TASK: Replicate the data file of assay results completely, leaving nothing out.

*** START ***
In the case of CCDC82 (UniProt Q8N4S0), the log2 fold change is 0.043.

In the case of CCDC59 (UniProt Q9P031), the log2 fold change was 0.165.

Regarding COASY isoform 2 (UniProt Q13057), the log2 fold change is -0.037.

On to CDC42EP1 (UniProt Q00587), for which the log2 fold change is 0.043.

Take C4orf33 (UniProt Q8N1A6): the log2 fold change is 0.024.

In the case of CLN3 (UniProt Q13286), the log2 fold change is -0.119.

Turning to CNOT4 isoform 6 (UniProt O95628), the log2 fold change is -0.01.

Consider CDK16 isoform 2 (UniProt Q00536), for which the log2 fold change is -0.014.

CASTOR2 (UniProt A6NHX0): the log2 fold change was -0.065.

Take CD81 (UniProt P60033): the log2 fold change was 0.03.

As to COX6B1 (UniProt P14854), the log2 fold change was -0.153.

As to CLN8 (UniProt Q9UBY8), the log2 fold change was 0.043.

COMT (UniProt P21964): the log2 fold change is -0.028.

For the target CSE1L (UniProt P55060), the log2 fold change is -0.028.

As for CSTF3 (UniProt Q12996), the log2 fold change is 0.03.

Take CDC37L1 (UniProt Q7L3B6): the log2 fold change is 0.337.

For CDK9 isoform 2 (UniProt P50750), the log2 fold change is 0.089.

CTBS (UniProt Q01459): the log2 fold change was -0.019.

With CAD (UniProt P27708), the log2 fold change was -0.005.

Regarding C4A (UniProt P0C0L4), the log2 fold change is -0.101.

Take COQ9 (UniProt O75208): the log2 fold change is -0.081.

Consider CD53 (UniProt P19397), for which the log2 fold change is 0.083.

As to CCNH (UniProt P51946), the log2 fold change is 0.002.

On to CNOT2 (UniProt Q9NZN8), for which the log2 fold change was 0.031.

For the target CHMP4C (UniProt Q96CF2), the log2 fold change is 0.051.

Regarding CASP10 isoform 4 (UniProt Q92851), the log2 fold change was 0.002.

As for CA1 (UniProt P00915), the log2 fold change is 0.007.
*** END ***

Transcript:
In the case of CCDC82 (UniProt Q8N4S0), the log2 fold change is 0.043.

In the case of CCDC59 (UniProt Q9P031), the log2 fold change was 0.165.

Regarding COASY isoform 2 (UniProt Q13057), the log2 fold change is -0.037.

On to CDC42EP1 (UniProt Q00587), for which the log2 fold change is 0.043.

Take C4orf33 (UniProt Q8N1A6): the log2 fold change is 0.024.

In the case of CLN3 (UniProt Q13286), the log2 fold change is -0.119.

Turning to CNOT4 isoform 6 (UniProt O95628), the log2 fold change is -0.01.

Consider CDK16 isoform 2 (UniProt Q00536), for which the log2 fold change is -0.014.

CASTOR2 (UniProt A6NHX0): the log2 fold change was -0.065.

Take CD81 (UniProt P60033): the log2 fold change was 0.03.

As to COX6B1 (UniProt P14854), the log2 fold change was -0.153.

As to CLN8 (UniProt Q9UBY8), the log2 fold change was 0.043.

COMT (UniProt P21964): the log2 fold change is -0.028.

For the target CSE1L (UniProt P55060), the log2 fold change is -0.028.

As for CSTF3 (UniProt Q12996), the log2 fold change is 0.03.

Take CDC37L1 (UniProt Q7L3B6): the log2 fold change is 0.337.

For CDK9 isoform 2 (UniProt P50750), the log2 fold change is 0.089.

CTBS (UniProt Q01459): the log2 fold change was -0.019.

With CAD (UniProt P27708), the log2 fold change was -0.005.

Regarding C4A (UniProt P0C0L4), the log2 fold change is -0.101.

Take COQ9 (UniProt O75208): the log2 fold change is -0.081.

Consider CD53 (UniProt P19397), for which the log2 fold change is 0.083.

As to CCNH (UniProt P51946), the log2 fold change is 0.002.

On to CNOT2 (UniProt Q9NZN8), for which the log2 fold change was 0.031.

For the target CHMP4C (UniProt Q96CF2), the log2 fold change is 0.051.

Regarding CASP10 isoform 4 (UniProt Q92851), the log2 fold change was 0.002.

As for CA1 (UniProt P00915), the log2 fold change is 0.007.